2018 Audi R8 RWS - Old School Cool
There’s a certain magic to the way that atmospheric V10 howls, how the steering remains uncorrupted by torque, and how its cornering charisma transcends the R8 into another dimension, washing away any lack of confidence. The R8 is holistic and free of distractions, just like the original Acura NSX that started the supercar wars in the first place. Now, the NSX is a controversial hodgepodge of combustion and electricity while the R8 sticks to its roots, though shallow as they may be.
Ironically enough, this rear-driven R8 brings back more memories of the original NSX than the new NSX. Some of our readers might wonder why we did not choose the quattro (AWD) variant of the R8. That’s because we believe the RWS better represents the old school way of doing things, bottling up the ethos of the original NSX and injecting it with modern elements. Sure it detracts away from all-weather traction but I don’t believe the R8 needs it. Even in heavy rain, the R8 and its sticky tires performed without a drop in performance, and kept us confident and begging for more drive time. It’s only when you floor the vehicle from a standstill do you slightly overwhelm the rear tires, and feel them ever-so-slightly squirming for traction, but it only takes a millisecond before it bunkers down and rockets forward like the Road Runner.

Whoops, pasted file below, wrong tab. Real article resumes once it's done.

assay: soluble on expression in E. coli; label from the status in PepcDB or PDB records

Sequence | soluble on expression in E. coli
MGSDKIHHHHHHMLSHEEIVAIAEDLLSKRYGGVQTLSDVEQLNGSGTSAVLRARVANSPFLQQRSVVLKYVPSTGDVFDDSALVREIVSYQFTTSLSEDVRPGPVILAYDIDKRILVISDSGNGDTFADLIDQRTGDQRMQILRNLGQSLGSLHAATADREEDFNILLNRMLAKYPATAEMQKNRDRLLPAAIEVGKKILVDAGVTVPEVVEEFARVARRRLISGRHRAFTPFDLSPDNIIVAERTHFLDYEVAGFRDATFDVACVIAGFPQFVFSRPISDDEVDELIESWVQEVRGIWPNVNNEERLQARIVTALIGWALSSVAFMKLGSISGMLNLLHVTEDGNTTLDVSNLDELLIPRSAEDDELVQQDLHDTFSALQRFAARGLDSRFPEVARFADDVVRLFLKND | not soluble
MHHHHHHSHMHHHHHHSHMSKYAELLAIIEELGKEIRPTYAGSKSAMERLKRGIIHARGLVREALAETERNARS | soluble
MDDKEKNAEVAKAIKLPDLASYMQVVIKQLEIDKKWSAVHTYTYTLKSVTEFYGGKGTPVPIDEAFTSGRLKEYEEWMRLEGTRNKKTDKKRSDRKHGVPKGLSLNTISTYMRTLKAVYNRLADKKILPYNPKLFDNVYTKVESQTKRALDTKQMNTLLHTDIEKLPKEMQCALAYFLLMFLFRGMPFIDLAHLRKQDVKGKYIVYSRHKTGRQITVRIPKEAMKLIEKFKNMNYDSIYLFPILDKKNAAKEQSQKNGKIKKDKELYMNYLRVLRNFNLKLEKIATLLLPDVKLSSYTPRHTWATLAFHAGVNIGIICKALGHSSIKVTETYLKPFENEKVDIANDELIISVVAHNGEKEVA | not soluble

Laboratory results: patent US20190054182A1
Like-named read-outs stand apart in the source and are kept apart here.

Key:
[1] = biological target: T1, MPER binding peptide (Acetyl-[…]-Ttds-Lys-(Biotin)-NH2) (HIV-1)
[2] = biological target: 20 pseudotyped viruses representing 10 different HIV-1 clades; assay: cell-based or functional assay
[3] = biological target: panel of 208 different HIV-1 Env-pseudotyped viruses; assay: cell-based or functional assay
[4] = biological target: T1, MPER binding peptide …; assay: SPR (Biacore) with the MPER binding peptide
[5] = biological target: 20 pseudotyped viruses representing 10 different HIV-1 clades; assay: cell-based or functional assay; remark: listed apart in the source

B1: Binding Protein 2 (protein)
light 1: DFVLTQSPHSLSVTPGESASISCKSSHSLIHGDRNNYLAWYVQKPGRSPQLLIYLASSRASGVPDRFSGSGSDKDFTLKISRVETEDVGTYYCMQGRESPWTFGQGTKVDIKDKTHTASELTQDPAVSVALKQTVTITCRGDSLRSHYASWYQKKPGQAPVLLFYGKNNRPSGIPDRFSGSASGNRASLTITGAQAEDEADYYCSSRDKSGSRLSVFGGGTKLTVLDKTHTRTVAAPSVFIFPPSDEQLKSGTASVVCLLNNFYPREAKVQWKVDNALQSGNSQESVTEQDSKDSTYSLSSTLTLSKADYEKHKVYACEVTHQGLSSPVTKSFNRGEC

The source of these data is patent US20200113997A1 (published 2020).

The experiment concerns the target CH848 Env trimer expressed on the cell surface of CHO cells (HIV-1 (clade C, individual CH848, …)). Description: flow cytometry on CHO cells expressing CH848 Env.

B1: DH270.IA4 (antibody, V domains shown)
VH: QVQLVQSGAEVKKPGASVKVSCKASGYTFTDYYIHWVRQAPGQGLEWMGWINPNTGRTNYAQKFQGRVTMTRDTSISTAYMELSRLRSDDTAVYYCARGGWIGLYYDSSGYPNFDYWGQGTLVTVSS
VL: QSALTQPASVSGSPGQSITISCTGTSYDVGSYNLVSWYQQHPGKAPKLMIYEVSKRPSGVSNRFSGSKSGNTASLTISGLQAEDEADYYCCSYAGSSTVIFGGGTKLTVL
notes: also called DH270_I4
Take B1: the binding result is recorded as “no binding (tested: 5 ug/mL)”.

Natural aspiration remains a relic of the past but Audi refuses to let go - much to our favour as we would buy an R8 for this engine alone. High and quick revving, this V10 is a darling and though it does make less power than the NSX, down 41 hp and 78 lb-ft, the R8 is a significant 135 kg lighter, and the linearity, predictability, and windup of power is a refreshing way to squeeze every inch of pulp from the ten cylinders up to an exquisite 8,700 rpm redline. This balanced disparity translates into an R8 that feels more agile than the NSX but lacks the same whiplashing thrust at the low- and mid-range of the powerband.